The American College of Gastroenterology calculates that more than 60 million Americans experience recurrent heartburn, the No. 1 symptom of acid reflux. This common digestive condition occurs when the one-way valve between your esophagus and your stomach is too weak to keep the contents of your stomach down. Although eating often triggers the problem, some foods -- including oatmeal -- are better tolerated than others.
Plain oatmeal isn't generally associated with acid reflux, meaning that it isn't likely to trigger symptoms for most people affected by heartburn. On its own, the whole-grain cereal is actually an ideal part of the kind of diet that may help control acid reflux and suppress symptoms. The University of Maryland Medical Center suggests that a whole-foods based diet that's low in sugar and rich in B vitamins may help control acid reflux and prevent heartburn. Oatmeal is naturally high in thiamine, while the enriched variety is an excellent source of niacin, riboflavin, vitamin B-6 and folic acid.
The dietary guidelines for acid reflux are just that -- guidelines. They don't anticipate every food that will trigger heartburn for you, as the problem is highly individual. Foods that are harder to swallow, such as thick oatmeal, can irritate your esophageal muscles and provoke heartburn. Oatmeal made with whole milk or topped with a pat of butter may be troublesome because high-fat foods tend to relax esophageal muscles, which can also lead to heartburn. Food allergies can aggravate the condition, too. Choosing gluten-free oatmeal can help prevent heartburn if you're allergic or otherwise sensitive to gluten.
Don't be too quick to blame oatmeal for your heartburn if it's only part of your breakfast routine. Orange juice, coffee and tea have been known to irritate the lower esophagus and trigger acid reflux. Some instant oatmeal products are high in sugar, and consuming too much refined sugar can also exacerbate the problem. Likewise, eating too much or too quickly can bring on heartburn, as can stress, wearing tight clothes or exercising too soon after mealtime. The only way to find out which foods you tolerate well is by keeping a journal that details what you eat and how you feel afterward.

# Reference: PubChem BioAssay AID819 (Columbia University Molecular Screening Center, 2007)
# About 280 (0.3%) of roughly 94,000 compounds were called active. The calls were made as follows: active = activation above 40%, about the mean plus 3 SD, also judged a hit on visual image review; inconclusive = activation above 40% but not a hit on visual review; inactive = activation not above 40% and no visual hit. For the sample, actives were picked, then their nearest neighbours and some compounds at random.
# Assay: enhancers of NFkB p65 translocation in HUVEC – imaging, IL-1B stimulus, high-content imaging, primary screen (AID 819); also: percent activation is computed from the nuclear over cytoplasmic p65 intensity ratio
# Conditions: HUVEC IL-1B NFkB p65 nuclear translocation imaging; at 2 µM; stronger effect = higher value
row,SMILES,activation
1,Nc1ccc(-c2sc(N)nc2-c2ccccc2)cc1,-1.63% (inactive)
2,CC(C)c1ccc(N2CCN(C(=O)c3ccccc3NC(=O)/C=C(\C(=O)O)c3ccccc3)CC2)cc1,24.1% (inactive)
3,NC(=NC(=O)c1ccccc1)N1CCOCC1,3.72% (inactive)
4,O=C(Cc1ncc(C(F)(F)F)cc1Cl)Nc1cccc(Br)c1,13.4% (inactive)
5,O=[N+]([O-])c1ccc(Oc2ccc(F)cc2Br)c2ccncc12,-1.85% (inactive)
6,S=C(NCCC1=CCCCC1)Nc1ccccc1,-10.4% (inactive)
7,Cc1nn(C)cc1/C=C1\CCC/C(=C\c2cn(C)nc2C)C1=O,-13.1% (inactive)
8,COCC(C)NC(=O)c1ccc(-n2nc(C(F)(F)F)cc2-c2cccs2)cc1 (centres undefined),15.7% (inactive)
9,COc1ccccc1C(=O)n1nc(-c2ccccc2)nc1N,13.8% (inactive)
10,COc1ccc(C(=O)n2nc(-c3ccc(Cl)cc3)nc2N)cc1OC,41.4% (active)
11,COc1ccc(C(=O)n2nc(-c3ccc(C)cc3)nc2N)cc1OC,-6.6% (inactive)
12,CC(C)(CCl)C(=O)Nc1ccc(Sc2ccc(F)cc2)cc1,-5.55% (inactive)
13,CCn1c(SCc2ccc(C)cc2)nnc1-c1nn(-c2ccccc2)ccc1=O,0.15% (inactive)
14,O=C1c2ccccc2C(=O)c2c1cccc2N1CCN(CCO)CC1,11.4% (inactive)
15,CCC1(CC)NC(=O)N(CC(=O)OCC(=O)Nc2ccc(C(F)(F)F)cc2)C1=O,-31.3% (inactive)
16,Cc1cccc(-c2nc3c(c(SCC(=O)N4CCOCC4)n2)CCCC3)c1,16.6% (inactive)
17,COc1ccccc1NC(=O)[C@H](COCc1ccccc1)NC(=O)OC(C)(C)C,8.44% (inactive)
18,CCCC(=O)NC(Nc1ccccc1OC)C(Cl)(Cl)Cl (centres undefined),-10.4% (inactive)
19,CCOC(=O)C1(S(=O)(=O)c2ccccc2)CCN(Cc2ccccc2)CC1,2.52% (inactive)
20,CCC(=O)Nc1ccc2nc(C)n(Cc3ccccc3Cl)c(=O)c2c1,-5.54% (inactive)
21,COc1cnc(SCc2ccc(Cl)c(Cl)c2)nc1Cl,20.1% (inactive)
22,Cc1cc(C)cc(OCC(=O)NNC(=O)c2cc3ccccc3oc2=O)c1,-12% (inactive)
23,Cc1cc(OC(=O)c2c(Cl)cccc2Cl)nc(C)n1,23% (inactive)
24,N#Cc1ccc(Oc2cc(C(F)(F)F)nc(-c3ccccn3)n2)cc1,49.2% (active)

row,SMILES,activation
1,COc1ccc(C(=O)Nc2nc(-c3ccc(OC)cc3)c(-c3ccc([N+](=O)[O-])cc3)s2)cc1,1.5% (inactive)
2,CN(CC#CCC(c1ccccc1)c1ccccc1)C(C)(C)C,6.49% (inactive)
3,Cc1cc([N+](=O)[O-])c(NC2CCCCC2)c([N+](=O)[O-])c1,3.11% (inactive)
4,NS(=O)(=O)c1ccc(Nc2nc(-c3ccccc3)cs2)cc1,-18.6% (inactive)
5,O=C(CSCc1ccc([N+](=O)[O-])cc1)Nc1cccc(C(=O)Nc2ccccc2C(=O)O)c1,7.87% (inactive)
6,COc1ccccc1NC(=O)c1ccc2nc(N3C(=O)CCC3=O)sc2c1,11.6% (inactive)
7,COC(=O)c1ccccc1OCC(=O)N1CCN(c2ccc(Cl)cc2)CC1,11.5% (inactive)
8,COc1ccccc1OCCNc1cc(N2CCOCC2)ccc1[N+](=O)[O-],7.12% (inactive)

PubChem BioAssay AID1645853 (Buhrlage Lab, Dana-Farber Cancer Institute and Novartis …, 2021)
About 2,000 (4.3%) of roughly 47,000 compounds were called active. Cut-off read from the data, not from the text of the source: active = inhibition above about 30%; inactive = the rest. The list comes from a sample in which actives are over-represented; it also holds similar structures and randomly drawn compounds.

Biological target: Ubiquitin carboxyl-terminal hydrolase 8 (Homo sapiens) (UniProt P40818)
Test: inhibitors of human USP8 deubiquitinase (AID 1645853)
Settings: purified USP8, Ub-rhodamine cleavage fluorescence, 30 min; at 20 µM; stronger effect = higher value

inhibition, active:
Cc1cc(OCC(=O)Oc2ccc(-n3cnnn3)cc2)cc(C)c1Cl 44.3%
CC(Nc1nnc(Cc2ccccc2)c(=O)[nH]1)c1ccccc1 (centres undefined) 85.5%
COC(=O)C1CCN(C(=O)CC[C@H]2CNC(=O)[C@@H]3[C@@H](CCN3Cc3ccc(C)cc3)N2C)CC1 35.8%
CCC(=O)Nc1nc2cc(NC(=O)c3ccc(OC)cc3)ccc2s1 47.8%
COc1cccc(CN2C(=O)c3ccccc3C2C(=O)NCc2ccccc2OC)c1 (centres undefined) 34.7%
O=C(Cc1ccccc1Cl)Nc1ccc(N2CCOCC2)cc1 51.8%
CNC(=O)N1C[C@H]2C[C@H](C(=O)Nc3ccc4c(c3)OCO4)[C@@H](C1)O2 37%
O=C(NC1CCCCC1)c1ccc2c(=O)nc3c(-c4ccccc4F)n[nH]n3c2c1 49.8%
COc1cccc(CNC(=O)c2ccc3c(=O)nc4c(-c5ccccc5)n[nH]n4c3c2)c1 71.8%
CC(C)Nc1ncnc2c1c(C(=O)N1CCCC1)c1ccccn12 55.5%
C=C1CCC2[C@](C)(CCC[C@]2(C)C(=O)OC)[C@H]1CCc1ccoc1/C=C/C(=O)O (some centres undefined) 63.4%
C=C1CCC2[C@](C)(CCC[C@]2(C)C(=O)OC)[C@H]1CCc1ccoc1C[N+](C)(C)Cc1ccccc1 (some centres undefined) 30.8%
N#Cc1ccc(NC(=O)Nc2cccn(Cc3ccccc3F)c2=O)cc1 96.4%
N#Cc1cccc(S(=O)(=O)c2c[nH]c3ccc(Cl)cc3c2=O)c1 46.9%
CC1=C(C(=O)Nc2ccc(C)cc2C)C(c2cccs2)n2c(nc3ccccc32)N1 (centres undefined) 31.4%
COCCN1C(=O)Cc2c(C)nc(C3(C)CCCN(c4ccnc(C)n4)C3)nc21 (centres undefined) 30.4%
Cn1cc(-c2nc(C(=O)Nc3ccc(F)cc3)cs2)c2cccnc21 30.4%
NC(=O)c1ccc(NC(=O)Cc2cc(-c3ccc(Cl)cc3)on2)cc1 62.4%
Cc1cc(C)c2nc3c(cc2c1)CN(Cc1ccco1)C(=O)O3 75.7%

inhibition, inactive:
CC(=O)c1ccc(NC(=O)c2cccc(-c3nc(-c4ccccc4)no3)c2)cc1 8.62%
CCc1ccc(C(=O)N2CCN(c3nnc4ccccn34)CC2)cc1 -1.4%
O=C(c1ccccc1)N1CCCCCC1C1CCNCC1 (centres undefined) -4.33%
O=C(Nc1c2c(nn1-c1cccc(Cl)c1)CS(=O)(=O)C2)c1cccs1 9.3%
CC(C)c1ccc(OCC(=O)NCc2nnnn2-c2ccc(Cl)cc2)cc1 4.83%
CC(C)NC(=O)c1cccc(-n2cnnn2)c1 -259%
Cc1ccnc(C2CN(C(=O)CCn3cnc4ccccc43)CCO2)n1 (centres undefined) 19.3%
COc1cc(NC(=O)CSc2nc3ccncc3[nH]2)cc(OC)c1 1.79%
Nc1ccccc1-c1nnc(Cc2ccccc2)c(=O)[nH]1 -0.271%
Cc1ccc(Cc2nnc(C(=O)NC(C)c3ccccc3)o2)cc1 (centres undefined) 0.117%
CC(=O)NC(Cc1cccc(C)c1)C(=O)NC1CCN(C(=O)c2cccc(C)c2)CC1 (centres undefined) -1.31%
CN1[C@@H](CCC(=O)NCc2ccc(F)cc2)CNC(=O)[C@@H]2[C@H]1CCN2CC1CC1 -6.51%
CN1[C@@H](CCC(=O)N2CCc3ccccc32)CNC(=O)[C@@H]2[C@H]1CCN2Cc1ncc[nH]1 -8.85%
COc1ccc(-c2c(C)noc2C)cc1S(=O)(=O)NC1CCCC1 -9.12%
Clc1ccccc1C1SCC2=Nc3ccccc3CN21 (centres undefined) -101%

The next time you make oatmeal, use unsweetened, vitamin-enriched oats and cook them in water or low-fat milk. Skip the dairy milk if you're lactose-intolerant, however, as even a mild food sensitivity can trigger heartburn. Don't make too much oatmeal -- 1/4 cup of dry oats yields 1/2 cup of oatmeal, which is the standard amount for a single serving. Cook it thoroughly and in just enough liquid to keep it from becoming thick and sticky. Refrain from adding honey, brown sugar or any other refined sugar. Instead, sweeten your cereal with a handful of blueberries or raspberries, a sliced banana or a few strawberries.
Is This an Emergency?
- American College of Gastroenterology: Acid Reflux
- University of Maryland Medical Center: Gastroesophageal Reflux Disease
- International Foundation for Functional Gastrointestinal Disorders: Diet & Lifestyle Changes
- Jackson Siegelbaum Gastroenterology: Gastroesophageal Reflux Disease Diet
- University of Illinois at Urbana-Champaign McKinley Health Center: The GERD Diet
- USDA Nutrient Data Laboratory: Cereals, Oats, Regular and Quick, Unenriched, Cooked With Water (Includes Boiling and Microwaving), Without Salt
- USDA Nutrient Data Laboratory: Cereals, Oats, Instant, Fortified, Plain, Prepared With Water (Boiling Water Added or Microwaved)
- Wellness Foods A to Z: An Indispensable Guide for Health-Conscious Food Lovers; Sheldon Margen, M.D.
- ChooseMyPlate: What Counts As An Ounce Equivalent of Grains?